Tuesday, September 22, 2015

Star Wars Fall Film Series invites critical discussion of pop culture


By public relations student writer Madison Corbin

There are certain stories that transcend the time of their inception.  These stories withstand cultural, historical and societal progressions. They are deemed “classic” and are used as recurring reference points in the standard-setting of excellence.  They reach beyond the emotional capacity, intellectual depth and creativity of their predecessors and leave a longer lasting imprint on the imaginations of their recipients than successors ever can.  Undoubtedly, Star Wars is one of these stories.

In that spirit, the OU-C Cultural Committee is featuring three of the Star Wars episodes during the Fall Film Festival from 7 p.m. to 10 p.m. in the Bennett Hall Auditorium on the following evenings:

•    Star Wars IV: A New Hope, Sept. 23
•    Star Wars V: The Empire Strikes Back, Oct. 21
•    Star Wars VI: The Return of the Jedi, Nov. 18

Tony Vinci, OU-C English faculty member, will provide introductory background information for each film and facilitate discussions after the viewing of the movies. The events are free to OU-C students. Free pizza and refreshments will be served.

“As fantasy and science fiction become more a part of everyday culture, we seem to lose the ability to see the importance of these radical narratives,” Vinci said.

An active proponent of critical cultural analysis on campus, Vinci organized the Star Wars Film Festival as a way for students to interact intimately with an influential piece of pop culture and apply it to their understanding of the world around them.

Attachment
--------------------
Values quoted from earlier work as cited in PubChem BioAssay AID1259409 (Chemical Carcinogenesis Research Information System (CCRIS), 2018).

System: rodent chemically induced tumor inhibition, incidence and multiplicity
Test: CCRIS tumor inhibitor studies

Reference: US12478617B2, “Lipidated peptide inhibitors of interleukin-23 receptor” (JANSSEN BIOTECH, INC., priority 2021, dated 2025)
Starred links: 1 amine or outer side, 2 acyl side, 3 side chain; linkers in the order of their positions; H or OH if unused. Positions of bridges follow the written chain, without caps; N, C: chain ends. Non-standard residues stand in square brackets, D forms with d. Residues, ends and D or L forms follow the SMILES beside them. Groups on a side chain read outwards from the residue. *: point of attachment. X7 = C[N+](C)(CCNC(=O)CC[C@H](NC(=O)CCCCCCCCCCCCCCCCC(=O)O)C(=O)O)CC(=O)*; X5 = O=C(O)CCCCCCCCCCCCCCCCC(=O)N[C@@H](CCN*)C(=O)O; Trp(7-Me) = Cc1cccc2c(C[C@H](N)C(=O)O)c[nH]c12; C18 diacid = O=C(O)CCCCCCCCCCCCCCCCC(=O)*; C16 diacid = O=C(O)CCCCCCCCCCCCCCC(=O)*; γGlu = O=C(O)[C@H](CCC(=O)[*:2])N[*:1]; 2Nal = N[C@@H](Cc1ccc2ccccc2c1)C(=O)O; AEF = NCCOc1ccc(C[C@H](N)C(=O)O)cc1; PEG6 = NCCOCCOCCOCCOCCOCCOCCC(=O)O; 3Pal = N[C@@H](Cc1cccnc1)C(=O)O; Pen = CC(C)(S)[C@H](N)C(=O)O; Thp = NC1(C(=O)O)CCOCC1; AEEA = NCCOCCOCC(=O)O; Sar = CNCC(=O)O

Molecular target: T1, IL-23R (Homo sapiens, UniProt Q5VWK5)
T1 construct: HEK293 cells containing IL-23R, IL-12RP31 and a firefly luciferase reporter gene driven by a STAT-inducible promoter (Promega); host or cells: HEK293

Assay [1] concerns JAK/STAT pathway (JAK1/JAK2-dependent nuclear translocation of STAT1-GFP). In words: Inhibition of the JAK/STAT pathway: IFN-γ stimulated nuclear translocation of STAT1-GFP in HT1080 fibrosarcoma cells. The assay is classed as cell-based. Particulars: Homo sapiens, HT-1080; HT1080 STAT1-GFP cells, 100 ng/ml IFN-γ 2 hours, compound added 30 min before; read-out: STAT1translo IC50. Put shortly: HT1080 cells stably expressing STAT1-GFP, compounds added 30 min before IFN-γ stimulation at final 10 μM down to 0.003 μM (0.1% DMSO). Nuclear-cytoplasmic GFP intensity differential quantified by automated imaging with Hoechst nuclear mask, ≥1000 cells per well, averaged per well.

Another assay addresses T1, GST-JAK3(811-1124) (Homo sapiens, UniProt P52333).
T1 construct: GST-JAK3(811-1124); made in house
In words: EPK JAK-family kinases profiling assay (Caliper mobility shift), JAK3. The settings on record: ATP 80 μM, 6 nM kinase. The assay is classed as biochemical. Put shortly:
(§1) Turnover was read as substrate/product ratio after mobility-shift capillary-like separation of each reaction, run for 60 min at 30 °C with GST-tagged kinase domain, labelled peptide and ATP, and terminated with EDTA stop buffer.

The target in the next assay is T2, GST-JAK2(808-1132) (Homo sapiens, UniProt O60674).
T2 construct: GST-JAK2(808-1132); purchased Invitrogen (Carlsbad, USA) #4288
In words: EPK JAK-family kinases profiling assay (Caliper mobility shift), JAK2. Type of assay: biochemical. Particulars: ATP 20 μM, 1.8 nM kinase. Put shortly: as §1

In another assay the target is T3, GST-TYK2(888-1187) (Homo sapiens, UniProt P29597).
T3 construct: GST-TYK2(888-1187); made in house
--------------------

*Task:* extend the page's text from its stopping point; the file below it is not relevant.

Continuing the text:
“My hope is that this fall’s festival particularly will help community members to engage more deeply with these stories, use them to ask difficult questions about our lives and times,” said Vinci.

Vinci emphasizes that the consumption of outlandish achievements is dulled by time; that work once conceived as extraordinary and strange is melded into an accepted norm as generation after generation repeats a fondness for it.  Audiences begin to experience stories without actually examining them.  The elements that once made Star Wars so brilliantly “weird” are celebrated without being thoroughly acknowledged, inspected or understood. 

“Somehow, by 2015, this uncanny cinematic landscape has lost its strangeness, and audiences no longer engage with the film’s complex aesthetic composition or its competing cultural messages,” Vinci noted.  The film festival provides an opportunity for audience members to regain perspective about a specific pop culture piece and deepen their relationship with the stories they love.    

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